The Sydney Opera House has raised the public curtain on its $150 million-plus transformation of the Concert Hall, a project that brings the monumental performance space closer to Jorn Utzon’s original vision while catering to a new generation of hip-hop, pop and rock audiences.
Once derided by the actor John Malkovich for its “hideous” acoustics and “continent-sized” stage, the new acoustically enhanced Concert Hall is the final project in the Opera House’s renewal ahead of its 50th birthday celebrations in 2023.
Project manager of chair install Tony Cocks at the revamped Concert Hall. Credit:Steven Siewert
Simone Young will lead the Sydney Symphony Orchestra back on stage on July 20, two years after the hall shutdown for the renovation.
“[For] Mahler’s Symphony No 2, the resurrection symphony, appropriately”, Opera House chief executive Louise Herron said.
World-leading acoustic treatment has been installed to tackle the long-standing complaints of poor sound quality and to bring the premier concert space up to leading standard for amplified music and electronic sets. Automation of stage draping, stage rises and acoustic curtains will permit a quicker, more efficient turnaround of shows as the Opera House continues to diversify its concert and theatre offerings.
A total of 174 tonnes of reinforced steel, equivalent to 100 medium-sized cars, has been placed into the ceiling of the refurbished hall to upgrade theatrical rigging and winch systems that will now be capable of carrying heavy light banks and LED walls. The stage has been lowered and given wider wings so that grand pianos can seamlessly roll through. Wheelchair access has also been upgraded, and it’s now possible to bypass the Opera House’s banks of stairs.
View from the Concert Hall stage.Credit:Steven Siewert
“The sorts of works we want to put on artistically are very different now from what was planned for the late 1960s when all of this was installed,” Herron said.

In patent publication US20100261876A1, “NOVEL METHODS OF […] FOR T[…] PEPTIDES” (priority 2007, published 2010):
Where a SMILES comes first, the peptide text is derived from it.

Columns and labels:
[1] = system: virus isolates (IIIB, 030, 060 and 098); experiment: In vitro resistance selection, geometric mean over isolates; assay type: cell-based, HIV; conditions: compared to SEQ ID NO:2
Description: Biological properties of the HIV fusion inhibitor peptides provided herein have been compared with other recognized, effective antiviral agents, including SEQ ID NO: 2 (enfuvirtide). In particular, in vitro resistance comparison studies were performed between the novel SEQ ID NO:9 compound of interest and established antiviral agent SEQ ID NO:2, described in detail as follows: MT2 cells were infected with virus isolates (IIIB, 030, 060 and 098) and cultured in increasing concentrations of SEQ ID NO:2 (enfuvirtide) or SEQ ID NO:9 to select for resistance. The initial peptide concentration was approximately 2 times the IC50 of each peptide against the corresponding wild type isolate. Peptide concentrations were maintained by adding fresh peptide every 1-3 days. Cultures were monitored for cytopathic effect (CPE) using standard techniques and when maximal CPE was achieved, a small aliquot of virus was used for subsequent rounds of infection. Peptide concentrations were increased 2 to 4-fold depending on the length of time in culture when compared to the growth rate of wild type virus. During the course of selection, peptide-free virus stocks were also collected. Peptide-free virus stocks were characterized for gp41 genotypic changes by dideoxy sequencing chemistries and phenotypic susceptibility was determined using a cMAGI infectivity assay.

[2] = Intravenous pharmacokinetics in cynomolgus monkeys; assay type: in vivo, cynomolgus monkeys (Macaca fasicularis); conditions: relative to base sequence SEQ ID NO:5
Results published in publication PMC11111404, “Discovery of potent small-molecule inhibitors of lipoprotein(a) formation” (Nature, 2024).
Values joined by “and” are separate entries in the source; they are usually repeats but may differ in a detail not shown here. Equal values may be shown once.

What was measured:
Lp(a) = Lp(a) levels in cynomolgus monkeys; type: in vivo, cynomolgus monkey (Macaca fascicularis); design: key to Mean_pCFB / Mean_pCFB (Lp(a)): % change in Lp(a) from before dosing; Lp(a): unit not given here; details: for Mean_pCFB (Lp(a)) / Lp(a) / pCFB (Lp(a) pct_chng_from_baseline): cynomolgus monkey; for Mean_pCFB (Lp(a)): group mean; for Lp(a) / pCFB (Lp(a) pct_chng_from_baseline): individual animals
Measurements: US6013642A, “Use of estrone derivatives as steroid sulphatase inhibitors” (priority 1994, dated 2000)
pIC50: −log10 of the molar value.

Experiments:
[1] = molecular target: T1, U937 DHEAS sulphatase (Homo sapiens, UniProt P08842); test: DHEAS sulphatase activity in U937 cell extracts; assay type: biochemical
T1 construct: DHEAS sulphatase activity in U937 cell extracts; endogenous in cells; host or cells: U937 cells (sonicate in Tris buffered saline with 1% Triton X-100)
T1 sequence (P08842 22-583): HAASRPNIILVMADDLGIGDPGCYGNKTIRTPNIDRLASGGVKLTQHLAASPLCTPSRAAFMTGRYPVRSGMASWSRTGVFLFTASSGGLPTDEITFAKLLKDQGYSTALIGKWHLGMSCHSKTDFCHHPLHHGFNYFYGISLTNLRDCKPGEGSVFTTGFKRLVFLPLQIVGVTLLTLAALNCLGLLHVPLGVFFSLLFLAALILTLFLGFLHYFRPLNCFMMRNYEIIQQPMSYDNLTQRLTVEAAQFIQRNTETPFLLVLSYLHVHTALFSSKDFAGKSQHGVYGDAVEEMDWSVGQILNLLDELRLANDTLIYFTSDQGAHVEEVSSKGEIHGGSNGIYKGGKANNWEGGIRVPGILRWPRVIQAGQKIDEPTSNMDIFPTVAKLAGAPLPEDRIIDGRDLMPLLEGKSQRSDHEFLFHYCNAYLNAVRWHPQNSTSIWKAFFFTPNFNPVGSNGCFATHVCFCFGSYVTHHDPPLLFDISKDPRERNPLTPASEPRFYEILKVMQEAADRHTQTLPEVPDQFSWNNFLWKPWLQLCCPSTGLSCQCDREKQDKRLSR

“The Opera House is the symbol of the nation and it is where we want to put on classical music, of course, and to be the best classical music venue that we can possibly be. But equally we want to be able to switch modes so that we’re able to show contemporary performance. Our contemporary music concerts are such a hit and we put on circuses and magic shows and all sorts of family programming.”
The Concert Hall’s new reflectors. Credit:Steven Siewert
Gone are the 21 donuts that were deployed at half ceiling height to suppress and dampen echoes. Two will be preserved for posterity and several offered to the families of original people involved in the design of the Concert Hall and their manufacture.
In their place are 18 petal-shaped fibreglass discs that act as acoustic reflectors. Panels of Tasmanian brush box bearing ripples that graphically represent the music note Middle C have been installed in the box fronts and upper circle. With new wooden reflectors affixed to the Concert Hall walls, sound will be distributed more evenly to the hall’s rear seats.
Utzon conceived the Concert Hall as a multi-purpose music venue for opera and ballet with a cavernous ceiling for rigging, but when he departed opera and plays moved to the Joan Sutherland Theatre while the Concert Hall was reserved for classical music. At 45 metres, the hall is at least 10 metres longer than similar sound-sensitive spaces, and twice the desired height.
“The problem with the Concert Hall is when you are playing on one side you can’t hear the musicians on the other side,” NSW arts minister Ben Franklin said. “That’s exactly what these design features are going to address.”
The Government contributed $234 million to the Concert Hall renovations, its new Centre for Creativity, refurbished function and events centre and Joan Sutherland Theatre upgrades, with the Opera House contributing more than $50 million from its own cash reserves.
COVID played havoc with the Concert Hall’s completion dates, causing multiple shutdowns of the construction site, and sidelining the arrival of specialist stage machinery from Austria.
“Two weeks ago the whole Waagner Biro [engineering] team including the head project engineer arrived with COVID and sat in a hotel for a week,” Herron said. “I just can’t tell how on a knife edge we’ve been because every time we set a new program, external factors that wouldn’t normally be part of a project of this nature have interfered, and meanwhile the Opera House has been operating.”
Over the next several weeks commissioning and testing of the Concert Hall systems will begin, a process described by Herron as akin to tuning the Concert Hall for the kinds of performances it will welcome over the next 50 years.
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